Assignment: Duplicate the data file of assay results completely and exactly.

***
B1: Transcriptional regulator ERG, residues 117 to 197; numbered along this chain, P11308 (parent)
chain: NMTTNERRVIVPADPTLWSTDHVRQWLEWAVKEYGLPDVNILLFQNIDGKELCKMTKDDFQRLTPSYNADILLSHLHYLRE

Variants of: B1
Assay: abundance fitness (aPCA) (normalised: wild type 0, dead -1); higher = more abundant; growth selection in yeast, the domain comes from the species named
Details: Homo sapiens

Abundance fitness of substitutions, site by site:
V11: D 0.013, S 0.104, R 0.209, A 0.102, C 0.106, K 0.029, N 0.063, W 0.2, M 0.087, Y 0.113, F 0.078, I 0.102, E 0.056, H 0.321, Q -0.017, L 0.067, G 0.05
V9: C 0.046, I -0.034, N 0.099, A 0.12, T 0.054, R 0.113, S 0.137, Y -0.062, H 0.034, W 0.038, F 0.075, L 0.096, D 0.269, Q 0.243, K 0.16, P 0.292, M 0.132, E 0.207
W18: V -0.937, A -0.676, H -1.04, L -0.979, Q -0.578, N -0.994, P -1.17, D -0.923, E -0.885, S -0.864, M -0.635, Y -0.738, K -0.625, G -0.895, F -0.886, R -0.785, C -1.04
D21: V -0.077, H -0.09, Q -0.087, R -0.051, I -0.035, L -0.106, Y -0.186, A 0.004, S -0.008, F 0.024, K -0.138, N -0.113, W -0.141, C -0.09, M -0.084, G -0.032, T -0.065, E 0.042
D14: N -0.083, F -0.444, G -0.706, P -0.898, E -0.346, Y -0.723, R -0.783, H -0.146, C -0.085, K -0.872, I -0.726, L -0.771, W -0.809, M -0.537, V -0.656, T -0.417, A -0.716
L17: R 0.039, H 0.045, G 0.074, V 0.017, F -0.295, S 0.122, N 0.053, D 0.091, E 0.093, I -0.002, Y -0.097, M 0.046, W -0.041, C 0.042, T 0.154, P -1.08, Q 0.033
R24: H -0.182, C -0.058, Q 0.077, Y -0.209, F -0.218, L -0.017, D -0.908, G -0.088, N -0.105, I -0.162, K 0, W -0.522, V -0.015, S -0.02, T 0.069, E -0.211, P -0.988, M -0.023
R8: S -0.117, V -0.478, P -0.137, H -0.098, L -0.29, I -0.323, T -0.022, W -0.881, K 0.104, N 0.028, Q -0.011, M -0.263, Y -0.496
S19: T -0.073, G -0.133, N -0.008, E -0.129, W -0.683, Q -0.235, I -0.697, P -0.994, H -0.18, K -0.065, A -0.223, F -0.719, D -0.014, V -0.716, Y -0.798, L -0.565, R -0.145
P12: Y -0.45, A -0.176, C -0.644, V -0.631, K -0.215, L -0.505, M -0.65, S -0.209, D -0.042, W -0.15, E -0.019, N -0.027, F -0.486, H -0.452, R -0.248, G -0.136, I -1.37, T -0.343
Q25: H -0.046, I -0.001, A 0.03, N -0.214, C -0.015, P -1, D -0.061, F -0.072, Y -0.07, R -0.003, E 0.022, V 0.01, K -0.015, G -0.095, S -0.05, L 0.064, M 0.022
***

B1: Transcriptional regulator ERG, residues 117 to 197; numbered along this chain, P11308 (parent)
chain: NMTTNERRVIVPADPTLWSTDHVRQWLEWAVKEYGLPDVNILLFQNIDGKELCKMTKDDFQRLTPSYNADILLSHLHYLRE

Variants of: B1
Assay: abundance fitness (aPCA) (normalised: wild type 0, dead -1); higher = more abundant; growth selection in yeast, the domain comes from the species named
Details: Homo sapiens

Abundance fitness of substitutions, site by site:
V11: D 0.013, S 0.104, R 0.209, A 0.102, C 0.106, K 0.029, N 0.063, W 0.2, M 0.087, Y 0.113, F 0.078, I 0.102, E 0.056, H 0.321, Q -0.017, L 0.067, G 0.05
V9: C 0.046, I -0.034, N 0.099, A 0.12, T 0.054, R 0.113, S 0.137, Y -0.062, H 0.034, W 0.038, F 0.075, L 0.096, D 0.269, Q 0.243, K 0.16, P 0.292, M 0.132, E 0.207
W18: V -0.937, A -0.676, H -1.04, L -0.979, Q -0.578, N -0.994, P -1.17, D -0.923, E -0.885, S -0.864, M -0.635, Y -0.738, K -0.625, G -0.895, F -0.886, R -0.785, C -1.04
D21: V -0.077, H -0.09, Q -0.087, R -0.051, I -0.035, L -0.106, Y -0.186, A 0.004, S -0.008, F 0.024, K -0.138, N -0.113, W -0.141, C -0.09, M -0.084, G -0.032, T -0.065, E 0.042
D14: N -0.083, F -0.444, G -0.706, P -0.898, E -0.346, Y -0.723, R -0.783, H -0.146, C -0.085, K -0.872, I -0.726, L -0.771, W -0.809, M -0.537, V -0.656, T -0.417, A -0.716
L17: R 0.039, H 0.045, G 0.074, V 0.017, F -0.295, S 0.122, N 0.053, D 0.091, E 0.093, I -0.002, Y -0.097, M 0.046, W -0.041, C 0.042, T 0.154, P -1.08, Q 0.033
R24: H -0.182, C -0.058, Q 0.077, Y -0.209, F -0.218, L -0.017, D -0.908, G -0.088, N -0.105, I -0.162, K 0, W -0.522, V -0.015, S -0.02, T 0.069, E -0.211, P -0.988, M -0.023
R8: S -0.117, V -0.478, P -0.137, H -0.098, L -0.29, I -0.323, T -0.022, W -0.881, K 0.104, N 0.028, Q -0.011, M -0.263, Y -0.496
S19: T -0.073, G -0.133, N -0.008, E -0.129, W -0.683, Q -0.235, I -0.697, P -0.994, H -0.18, K -0.065, A -0.223, F -0.719, D -0.014, V -0.716, Y -0.798, L -0.565, R -0.145
P12: Y -0.45, A -0.176, C -0.644, V -0.631, K -0.215, L -0.505, M -0.65, S -0.209, D -0.042, W -0.15, E -0.019, N -0.027, F -0.486, H -0.452, R -0.248, G -0.136, I -1.37, T -0.343
Q25: H -0.046, I -0.001, A 0.03, N -0.214, C -0.015, P -1, D -0.061, F -0.072, Y -0.07, R -0.003, E 0.022, V 0.01, K -0.015, G -0.095, S -0.05, L 0.064, M 0.022